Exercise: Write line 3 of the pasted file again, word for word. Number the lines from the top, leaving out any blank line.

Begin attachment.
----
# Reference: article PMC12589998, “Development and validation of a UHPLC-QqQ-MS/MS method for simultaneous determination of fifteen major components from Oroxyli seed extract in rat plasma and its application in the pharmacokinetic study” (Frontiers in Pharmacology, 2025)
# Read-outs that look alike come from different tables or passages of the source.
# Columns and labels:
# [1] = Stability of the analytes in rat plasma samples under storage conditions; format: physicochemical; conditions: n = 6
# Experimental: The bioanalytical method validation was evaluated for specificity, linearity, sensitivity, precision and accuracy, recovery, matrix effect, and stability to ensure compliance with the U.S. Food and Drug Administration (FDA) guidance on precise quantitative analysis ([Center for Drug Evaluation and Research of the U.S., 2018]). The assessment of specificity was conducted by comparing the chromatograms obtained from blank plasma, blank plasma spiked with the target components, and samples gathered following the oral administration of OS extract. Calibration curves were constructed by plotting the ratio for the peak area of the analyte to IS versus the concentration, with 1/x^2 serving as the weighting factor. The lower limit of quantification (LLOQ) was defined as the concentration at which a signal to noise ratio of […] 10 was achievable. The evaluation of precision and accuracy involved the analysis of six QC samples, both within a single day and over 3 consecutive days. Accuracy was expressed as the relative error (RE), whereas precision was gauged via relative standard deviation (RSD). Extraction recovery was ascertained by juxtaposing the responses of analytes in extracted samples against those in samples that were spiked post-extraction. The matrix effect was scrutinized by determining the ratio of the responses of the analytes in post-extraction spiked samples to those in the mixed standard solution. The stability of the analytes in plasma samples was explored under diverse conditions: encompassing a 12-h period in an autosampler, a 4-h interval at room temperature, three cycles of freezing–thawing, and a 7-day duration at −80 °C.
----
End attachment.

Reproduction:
# Columns and labels: